Post-pandemic retailers are competing with a shift to online sales. The transition toward a prevalence in online sales was already well underway, but the Coronavirus kicked the trend into overdrive. As the global lockdown forced people to order everything — even their groceries — online, what they first begrudged as an inconvenience, soon became a way of life. The lockdown is over, but wide-scale online shopping is here to stay.
I advise retailers to keep current with online marketing trends to avoid being left behind. Many retailers are implementing augmented reality (AR). For example, clothing retailers have apps and websites that allow you to view yourself wearing their clothing. Furniture retailers permit you to see their products in your home simply by opening your phone's camera. By uploading a picture and measuring your face, eyewear retailers let you glimpse how their glasses will look.
Retail companies who adjust to the shifting market may be surprised to see a bright side to the transition. After all, they will gain new online consumers and find they still are needed by their local customers.
Retailers pivoting to survive supply chain bottlenecks
Supply chain issues may be decreasing in 2022, but they are not going away. I am noticing more and more savvy retailers purchasing product ahead of time and stashing it until needed. Companies are learning they need to prepare in advance to keep operations and sales running smoothly.
In my opinion, two primary issues are gumming up the supply chain — shipping and distribution. As retailers, we need to become better at anticipating our inventory needs and communicating that information to suppliers. If all levels of the supply chain are on the same page concerning upcoming needs, then everyone will know how to prepare and adjust.
I believe the cure for distribution bottlenecks lies in automation and streamlining. Consider Amazon's innovative means of sorting, organizing and shipping packages. We need to replicate Amazon's example and focus on implementing technology that cuts time in the supply chain process.
Brick-and-mortar businesses in the post-pandemic market
Despite the current preference for online shopping, local stores still have a place in today's market. Humans are social creatures. They continue to need experiences outside their homes. Expedited shipping can be quick, but it's never as fast as a trip to the store. Also, customers will always want physical interaction with certain products before committing to a purchase.
Shoppers actually spend more in person than on apps or websites. They make impulse purchases in stores, because they find products they weren't even looking for. The key is getting the customers into your shop.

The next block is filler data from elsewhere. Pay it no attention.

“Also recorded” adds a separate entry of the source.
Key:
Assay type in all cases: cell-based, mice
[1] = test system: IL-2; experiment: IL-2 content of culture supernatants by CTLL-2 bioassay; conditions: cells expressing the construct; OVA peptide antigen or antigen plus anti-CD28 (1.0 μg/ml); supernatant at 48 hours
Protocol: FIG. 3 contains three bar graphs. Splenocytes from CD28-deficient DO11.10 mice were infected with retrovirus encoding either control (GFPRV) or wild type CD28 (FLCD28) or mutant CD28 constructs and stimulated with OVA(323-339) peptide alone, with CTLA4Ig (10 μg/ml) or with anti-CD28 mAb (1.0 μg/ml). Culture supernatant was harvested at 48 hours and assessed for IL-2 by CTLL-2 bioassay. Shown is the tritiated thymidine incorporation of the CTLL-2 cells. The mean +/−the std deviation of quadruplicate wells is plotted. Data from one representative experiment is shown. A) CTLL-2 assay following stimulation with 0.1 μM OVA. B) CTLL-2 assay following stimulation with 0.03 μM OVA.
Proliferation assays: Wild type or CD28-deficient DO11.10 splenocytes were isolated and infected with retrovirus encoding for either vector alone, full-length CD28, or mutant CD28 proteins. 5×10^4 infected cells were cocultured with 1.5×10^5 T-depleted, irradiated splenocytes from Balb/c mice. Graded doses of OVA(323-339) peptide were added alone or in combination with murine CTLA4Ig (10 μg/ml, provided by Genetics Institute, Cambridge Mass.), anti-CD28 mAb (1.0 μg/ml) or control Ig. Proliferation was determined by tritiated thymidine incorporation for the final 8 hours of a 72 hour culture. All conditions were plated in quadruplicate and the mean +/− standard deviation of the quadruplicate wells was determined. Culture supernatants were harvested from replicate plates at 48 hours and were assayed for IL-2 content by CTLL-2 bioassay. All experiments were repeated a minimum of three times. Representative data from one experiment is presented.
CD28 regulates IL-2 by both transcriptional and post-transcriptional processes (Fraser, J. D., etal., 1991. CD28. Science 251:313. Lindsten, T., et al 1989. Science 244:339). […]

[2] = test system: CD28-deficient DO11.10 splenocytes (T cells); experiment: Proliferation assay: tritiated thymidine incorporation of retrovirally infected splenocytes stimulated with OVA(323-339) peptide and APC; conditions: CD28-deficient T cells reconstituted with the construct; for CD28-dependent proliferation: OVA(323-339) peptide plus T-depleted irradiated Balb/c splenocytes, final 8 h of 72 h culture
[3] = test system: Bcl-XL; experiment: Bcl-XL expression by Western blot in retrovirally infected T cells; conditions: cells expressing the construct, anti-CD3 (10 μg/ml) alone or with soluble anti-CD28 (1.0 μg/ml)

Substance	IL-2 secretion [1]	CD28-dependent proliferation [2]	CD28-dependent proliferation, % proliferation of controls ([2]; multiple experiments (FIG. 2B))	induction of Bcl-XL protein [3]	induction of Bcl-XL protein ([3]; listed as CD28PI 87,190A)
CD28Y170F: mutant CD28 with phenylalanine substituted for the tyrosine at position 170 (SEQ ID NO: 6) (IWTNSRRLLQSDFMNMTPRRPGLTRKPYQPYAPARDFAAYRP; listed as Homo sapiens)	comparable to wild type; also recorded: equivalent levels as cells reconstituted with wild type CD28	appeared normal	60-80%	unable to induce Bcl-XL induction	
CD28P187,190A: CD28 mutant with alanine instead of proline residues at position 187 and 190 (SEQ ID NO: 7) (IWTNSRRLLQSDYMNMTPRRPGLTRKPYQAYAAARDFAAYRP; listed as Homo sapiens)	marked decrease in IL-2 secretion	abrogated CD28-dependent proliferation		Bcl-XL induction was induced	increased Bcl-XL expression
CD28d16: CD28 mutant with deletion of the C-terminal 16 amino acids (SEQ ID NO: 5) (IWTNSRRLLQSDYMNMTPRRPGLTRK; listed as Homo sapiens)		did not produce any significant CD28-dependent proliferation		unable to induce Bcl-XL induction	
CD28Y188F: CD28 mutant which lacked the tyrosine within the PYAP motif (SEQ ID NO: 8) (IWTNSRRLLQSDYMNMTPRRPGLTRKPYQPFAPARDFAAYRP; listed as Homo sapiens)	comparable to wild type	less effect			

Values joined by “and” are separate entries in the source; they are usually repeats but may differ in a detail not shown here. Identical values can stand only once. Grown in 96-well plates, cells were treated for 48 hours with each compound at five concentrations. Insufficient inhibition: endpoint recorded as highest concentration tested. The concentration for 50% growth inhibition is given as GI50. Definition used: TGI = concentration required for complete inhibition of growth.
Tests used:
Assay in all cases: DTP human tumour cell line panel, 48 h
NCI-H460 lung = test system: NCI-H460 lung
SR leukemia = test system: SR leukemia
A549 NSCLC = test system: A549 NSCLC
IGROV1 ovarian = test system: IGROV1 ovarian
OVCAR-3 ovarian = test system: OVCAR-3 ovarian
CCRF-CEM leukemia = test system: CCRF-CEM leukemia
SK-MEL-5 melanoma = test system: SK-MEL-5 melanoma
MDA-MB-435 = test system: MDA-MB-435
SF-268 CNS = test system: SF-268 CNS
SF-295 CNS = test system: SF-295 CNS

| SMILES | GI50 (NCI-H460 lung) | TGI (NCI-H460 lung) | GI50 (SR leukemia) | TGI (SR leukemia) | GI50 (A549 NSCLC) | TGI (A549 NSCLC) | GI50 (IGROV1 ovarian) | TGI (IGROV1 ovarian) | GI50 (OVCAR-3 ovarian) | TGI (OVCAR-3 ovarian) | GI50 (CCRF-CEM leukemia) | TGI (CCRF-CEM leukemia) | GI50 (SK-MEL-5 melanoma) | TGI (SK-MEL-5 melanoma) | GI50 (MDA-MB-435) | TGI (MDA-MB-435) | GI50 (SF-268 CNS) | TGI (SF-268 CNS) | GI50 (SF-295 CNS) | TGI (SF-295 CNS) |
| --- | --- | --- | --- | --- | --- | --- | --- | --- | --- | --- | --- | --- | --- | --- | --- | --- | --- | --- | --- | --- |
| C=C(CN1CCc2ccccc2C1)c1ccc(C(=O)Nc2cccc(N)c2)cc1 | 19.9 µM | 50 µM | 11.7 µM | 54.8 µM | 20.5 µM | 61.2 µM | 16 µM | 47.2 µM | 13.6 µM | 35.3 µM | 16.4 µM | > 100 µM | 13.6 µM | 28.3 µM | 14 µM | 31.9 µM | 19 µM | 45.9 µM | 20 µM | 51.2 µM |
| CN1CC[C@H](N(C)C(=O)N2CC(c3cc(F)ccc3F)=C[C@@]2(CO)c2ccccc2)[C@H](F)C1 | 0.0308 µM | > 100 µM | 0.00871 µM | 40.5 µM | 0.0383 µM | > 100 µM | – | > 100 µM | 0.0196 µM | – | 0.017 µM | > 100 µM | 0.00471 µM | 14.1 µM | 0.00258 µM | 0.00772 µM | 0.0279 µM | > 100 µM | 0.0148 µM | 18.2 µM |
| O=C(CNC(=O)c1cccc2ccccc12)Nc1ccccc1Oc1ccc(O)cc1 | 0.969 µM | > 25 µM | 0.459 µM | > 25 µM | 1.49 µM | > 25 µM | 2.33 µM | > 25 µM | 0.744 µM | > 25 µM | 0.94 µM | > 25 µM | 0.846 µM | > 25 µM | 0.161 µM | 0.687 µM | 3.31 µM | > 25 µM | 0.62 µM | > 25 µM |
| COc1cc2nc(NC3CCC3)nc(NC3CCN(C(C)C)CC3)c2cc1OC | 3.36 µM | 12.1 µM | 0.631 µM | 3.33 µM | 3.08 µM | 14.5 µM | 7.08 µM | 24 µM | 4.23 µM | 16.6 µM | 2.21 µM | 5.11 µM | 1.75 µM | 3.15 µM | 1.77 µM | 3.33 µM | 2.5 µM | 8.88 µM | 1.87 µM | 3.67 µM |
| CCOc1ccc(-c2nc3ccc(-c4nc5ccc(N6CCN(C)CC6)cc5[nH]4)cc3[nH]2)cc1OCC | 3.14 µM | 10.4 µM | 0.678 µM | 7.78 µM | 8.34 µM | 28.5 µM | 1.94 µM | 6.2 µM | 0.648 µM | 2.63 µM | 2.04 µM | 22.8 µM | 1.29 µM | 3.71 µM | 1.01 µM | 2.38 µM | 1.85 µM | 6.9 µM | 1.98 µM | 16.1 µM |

More than ever, today's brick-and-mortar retailers must focus on enhancing the shopping experience they provide. Enticing customers out of their homes is possible, but only through a unique atmosphere, quality products and stellar customer service.
To prove my point, I'll use the experience I create for customers at my company, Ricoma, as an example. People might be able to order slightly more affordable products straight from China, but we outsell these competitors by far. We are able to surpass them because of the value we offer. With every purchase, we give customers lifetime technical support and professional training. To remain competitive, focus on the value and experience you provide.
The keys to attracting post-pandemic customers
Encouraging transactions in the post-pandemic market is not as easy as it once was. I believe the only way to survive today's trends is to provide reliable products, impeccable customer service, excellent customer experience and a one-stop-shop.
Ricoma attempts to provide a memorable experience to each and every customer. When customers purchase an embroidery machine or other equipment, I connect them with a professional trainer. Customers are not only taught how to use the products, but podcasts, videos and blogs packed with custom apparel tips are posted regularly. My business model is built on empowering clients with the entrepreneurial training they need to begin their custom apparel side hustle.
In addition, I recently unveiled Ricoma's sister company called Garmeo. This new website receives custom apparel requests and routes the jobs right to Ricoma's new entrepreneurs. We provide every client with quality equipment, but we don't stop there. We offer them the training, support and assistance they'll need as new business owners.
Ricoma is expanding to become a one-stop shop for anyone in the custom apparel market. In my opinion, this move keeps current customers engaged and attracts new consumers. In addition to embroidery products, Ricoma stocks garment printers, heat presses and vinyl cutters. At Ricoma, I want to empower anyone starting a side hustle in apparel decorating with all the equipment, training and resources they need. My mission is to offer the tools that will enable them to personalize anything, beyond even apparel.
As entrepreneurs rebuild amidst the rubble of the Retail Apocalypse, thought leaders lead the way. For more tips, readers can check out the Apparel Academy, a podcast and YouTube channel focusing on the business savvy needed to launch a side hustle in today's shifting market.